Super User is a question and answer site for computer enthusiasts and power users. Join them; it only takes a minute:

Sign up
Here's how it works:
  1. Anybody can ask a question
  2. Anybody can answer
  3. The best answers are voted up and rise to the top

I'd like to make all incoming connections to port 1000 of my host (IP: 200.234.XXX.XXX) to be forward to the port 80 on host

How can I do it on my host? It is running Mac OS X 10.5.8

share|improve this question
ah, you're also running parallels, having the same problem as I? :) – LearnCocos2D Feb 21 '13 at 10:36
up vote 22 down vote accepted

Quite simple to do, Firstly you will need to enable the remote login service on your mac. This starts your ssh server.

Then run the following command in your OS X Terminal:

ssh -L 200.234.XXX.XXX:10000: -N

You may need to accept the server fingerprint initially as well as type in your local password for ssh login. (You can also set up a local to local ssh public / private key to make it not prompt for a password, but that it a different exercise.)

The format is thus basically:

ssh -L [<local addr>:]<local port>:<remote addr>:<remote port> -N

share|improve this answer
Can we do it if port 22 is not open? – Afshin Moazami Oct 14 '15 at 16:14
You need to connect somehow. But you can always run ssh on another port... perhaps http port? or the BIND (DNS) port? Those are mostly open on firewalls. – Marius Nov 11 '15 at 22:53
amazing! thanks so much it worked! – kernix Jun 22 at 12:15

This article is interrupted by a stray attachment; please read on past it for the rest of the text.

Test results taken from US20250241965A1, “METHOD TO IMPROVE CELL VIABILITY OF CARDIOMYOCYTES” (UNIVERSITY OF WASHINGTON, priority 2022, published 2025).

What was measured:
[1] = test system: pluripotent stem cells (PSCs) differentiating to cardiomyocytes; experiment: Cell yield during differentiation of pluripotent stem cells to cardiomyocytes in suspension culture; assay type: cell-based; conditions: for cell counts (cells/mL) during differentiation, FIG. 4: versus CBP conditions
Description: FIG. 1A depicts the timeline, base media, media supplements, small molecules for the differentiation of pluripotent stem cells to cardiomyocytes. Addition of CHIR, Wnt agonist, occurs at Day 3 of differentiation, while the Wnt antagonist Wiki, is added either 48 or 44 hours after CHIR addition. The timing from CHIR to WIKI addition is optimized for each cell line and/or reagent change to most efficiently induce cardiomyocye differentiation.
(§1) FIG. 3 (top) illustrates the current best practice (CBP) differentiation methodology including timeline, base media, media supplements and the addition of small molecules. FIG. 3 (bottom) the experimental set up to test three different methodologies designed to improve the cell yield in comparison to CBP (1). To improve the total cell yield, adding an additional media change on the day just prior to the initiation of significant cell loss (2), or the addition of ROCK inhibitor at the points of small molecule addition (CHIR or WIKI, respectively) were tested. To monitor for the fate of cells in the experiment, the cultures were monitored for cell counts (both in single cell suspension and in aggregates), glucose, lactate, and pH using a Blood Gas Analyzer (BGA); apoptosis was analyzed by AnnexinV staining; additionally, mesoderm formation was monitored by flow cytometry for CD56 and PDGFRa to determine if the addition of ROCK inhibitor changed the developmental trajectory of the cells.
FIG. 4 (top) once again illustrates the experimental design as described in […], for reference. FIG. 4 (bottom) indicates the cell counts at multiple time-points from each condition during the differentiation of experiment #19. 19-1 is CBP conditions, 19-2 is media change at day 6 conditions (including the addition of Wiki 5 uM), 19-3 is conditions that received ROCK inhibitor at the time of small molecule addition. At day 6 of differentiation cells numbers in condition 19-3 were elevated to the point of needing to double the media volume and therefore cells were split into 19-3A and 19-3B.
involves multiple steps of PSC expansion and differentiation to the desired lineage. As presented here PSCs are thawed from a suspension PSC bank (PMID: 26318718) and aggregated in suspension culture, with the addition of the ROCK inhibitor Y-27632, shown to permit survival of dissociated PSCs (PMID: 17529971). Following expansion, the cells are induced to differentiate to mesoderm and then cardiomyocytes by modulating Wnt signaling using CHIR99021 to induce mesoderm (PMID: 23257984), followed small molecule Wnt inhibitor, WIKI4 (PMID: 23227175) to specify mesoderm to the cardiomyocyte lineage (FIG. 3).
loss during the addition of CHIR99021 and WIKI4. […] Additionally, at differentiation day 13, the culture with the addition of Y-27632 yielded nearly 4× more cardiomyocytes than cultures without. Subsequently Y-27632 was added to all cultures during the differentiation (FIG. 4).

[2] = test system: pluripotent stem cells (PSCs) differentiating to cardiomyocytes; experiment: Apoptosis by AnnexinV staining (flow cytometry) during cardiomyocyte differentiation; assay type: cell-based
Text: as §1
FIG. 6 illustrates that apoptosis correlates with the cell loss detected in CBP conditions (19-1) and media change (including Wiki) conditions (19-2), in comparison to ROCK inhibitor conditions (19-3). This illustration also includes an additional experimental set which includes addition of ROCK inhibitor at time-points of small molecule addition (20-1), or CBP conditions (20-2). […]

Assuming you have a UPnP router, its easy to configure ports by using PortMap

It has a very simple UI.

alt text

share|improve this answer

Well, I can tell you how I do that sort of thing on my Mac OS X 10.5.8 system.

I started on an answer about NAT, but I think you actually want a TCP forwarder program instead (you mention 'proxy' and port forwarding.)

There's a few ways of doing this, depending upon your needs even 'SSH' can be pressed into action, though my favourite short and sweet way is a Perl script tcpforward.

If you need some HTTP manipulation (you might need to tweak HTTP redirects, so that when a request comes for a URL without a trailing '/' you don't get redirected to the real, inaccessible, server), then Apache can do the job of a reverse proxy. You'll want to look at mod_proxy and specifically ProxyPass and ProxyPassReverse. Do not enable ProxyRequests, that's for forward proxying. It should be possible to use Mac OS's own Apache to do this, if you've got it running. It does come with mod_proxy and /etc/httpd/httpd.conf is the config file to update.

Even with Apache, you need to make sure that all the links in the real server's content are relative, if they reference the real server then you could try the mod_proxy_html module (I have no experience of how well that works.)

share|improve this answer

Here is a good article:

But since you are forwarding to 80 I'm assuming you want it to go to a web server so I would just change the web server config to set up a reverse proxy or something like that.

share|improve this answer
Looks like the link is broken – Jochen Bedersdorfer Aug 14 '15 at 15:17

Very simple using the versatile tool ncat:

sudo ncat --sh-exec "ncat 80" -l 1000 --keep-open

Get the binaries of ncat/nmap for Mac OS X from the official website:

EDIT: added sudo to listen on a restricted port <1024

share|improve this answer

Is your machine connected directly to the internet (IE - without a router)? Normally you do the port forwarding on the router, but if you do use a modem to connect directly, iptables is probably the best way.

share|improve this answer
I have no idea why this was voted down because it's the truth. – Hasaan Chop Nov 21 '09 at 0:27
@HasaanChop This is downvoted because it isn't helpful. If it detailed exactly how to use iptables to accomplish what the question asked, that could be useful. – Jon-Eric Jan 22 '13 at 21:42

You must log in to answer this question.

Not the answer you're looking for? Browse other questions tagged .